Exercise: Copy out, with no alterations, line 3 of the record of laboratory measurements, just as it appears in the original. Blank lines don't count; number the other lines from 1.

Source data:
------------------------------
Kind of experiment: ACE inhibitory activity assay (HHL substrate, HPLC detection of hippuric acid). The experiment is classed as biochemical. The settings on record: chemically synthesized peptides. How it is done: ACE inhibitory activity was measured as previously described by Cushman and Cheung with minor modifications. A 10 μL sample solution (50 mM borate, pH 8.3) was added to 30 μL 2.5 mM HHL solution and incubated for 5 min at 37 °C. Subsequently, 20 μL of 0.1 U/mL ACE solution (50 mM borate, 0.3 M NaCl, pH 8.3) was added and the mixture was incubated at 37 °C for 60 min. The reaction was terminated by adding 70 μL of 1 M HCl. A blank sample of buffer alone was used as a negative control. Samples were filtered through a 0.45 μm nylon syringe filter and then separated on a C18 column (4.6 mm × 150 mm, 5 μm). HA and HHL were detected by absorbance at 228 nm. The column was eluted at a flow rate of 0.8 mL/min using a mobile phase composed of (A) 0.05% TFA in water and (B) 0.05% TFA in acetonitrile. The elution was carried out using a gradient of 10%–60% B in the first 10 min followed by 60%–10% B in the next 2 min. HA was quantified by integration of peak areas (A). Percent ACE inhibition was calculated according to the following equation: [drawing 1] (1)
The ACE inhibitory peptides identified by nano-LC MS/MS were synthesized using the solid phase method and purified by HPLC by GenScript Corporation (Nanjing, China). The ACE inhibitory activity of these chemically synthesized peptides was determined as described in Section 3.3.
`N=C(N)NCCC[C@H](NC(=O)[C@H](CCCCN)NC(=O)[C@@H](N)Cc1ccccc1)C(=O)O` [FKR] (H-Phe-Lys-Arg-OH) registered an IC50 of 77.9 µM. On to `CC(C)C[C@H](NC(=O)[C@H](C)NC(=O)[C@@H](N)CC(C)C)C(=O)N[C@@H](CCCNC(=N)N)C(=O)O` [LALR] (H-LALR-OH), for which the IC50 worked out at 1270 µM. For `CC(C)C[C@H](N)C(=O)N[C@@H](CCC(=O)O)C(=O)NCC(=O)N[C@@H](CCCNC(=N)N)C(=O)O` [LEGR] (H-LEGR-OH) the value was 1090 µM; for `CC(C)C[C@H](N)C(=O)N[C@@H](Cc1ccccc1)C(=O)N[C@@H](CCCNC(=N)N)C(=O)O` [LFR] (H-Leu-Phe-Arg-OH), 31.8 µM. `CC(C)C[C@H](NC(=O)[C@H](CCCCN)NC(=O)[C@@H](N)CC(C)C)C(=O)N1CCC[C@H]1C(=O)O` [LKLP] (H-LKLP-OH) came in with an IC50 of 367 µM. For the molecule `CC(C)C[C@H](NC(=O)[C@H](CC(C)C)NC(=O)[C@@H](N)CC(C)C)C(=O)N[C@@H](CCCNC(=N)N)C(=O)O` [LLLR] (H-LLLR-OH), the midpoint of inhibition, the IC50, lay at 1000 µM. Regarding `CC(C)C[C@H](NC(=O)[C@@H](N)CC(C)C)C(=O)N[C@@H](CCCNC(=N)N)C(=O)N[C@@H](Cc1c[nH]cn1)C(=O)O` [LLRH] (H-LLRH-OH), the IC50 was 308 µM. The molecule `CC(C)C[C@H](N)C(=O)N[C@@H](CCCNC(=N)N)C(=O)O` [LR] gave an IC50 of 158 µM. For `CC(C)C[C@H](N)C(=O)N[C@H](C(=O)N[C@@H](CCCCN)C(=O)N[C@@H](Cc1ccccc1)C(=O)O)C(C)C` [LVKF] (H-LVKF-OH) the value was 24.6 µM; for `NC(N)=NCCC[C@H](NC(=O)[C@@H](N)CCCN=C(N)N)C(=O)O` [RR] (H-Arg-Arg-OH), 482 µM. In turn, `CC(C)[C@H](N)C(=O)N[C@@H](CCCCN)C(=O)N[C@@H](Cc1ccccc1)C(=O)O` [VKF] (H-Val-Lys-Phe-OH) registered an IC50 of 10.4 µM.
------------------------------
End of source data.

`N=C(N)NCCC[C@H](NC(=O)[C@H](CCCCN)NC(=O)[C@@H](N)Cc1ccccc1)C(=O)O` [FKR] (H-Phe-Lys-Arg-OH) registered an IC50 of 77.9 µM. On to `CC(C)C[C@H](NC(=O)[C@H](C)NC(=O)[C@@H](N)CC(C)C)C(=O)N[C@@H](CCCNC(=N)N)C(=O)O` [LALR] (H-LALR-OH), for which the IC50 worked out at 1270 µM. For `CC(C)C[C@H](N)C(=O)N[C@@H](CCC(=O)O)C(=O)NCC(=O)N[C@@H](CCCNC(=N)N)C(=O)O` [LEGR] (H-LEGR-OH) the value was 1090 µM; for `CC(C)C[C@H](N)C(=O)N[C@@H](Cc1ccccc1)C(=O)N[C@@H](CCCNC(=N)N)C(=O)O` [LFR] (H-Leu-Phe-Arg-OH), 31.8 µM. `CC(C)C[C@H](NC(=O)[C@H](CCCCN)NC(=O)[C@@H](N)CC(C)C)C(=O)N1CCC[C@H]1C(=O)O` [LKLP] (H-LKLP-OH) came in with an IC50 of 367 µM. For the molecule `CC(C)C[C@H](NC(=O)[C@H](CC(C)C)NC(=O)[C@@H](N)CC(C)C)C(=O)N[C@@H](CCCNC(=N)N)C(=O)O` [LLLR] (H-LLLR-OH), the midpoint of inhibition, the IC50, lay at 1000 µM. Regarding `CC(C)C[C@H](NC(=O)[C@@H](N)CC(C)C)C(=O)N[C@@H](CCCNC(=N)N)C(=O)N[C@@H](Cc1c[nH]cn1)C(=O)O` [LLRH] (H-LLRH-OH), the IC50 was 308 µM. The molecule `CC(C)C[C@H](N)C(=O)N[C@@H](CCCNC(=N)N)C(=O)O` [LR] gave an IC50 of 158 µM. For `CC(C)C[C@H](N)C(=O)N[C@H](C(=O)N[C@@H](CCCCN)C(=O)N[C@@H](Cc1ccccc1)C(=O)O)C(C)C` [LVKF] (H-LVKF-OH) the value was 24.6 µM; for `NC(N)=NCCC[C@H](NC(=O)[C@@H](N)CCCN=C(N)N)C(=O)O` [RR] (H-Arg-Arg-OH), 482 µM. In turn, `CC(C)[C@H](N)C(=O)N[C@@H](CCCCN)C(=O)N[C@@H](Cc1ccccc1)C(=O)O` [VKF] (H-Val-Lys-Phe-OH) registered an IC50 of 10.4 µM.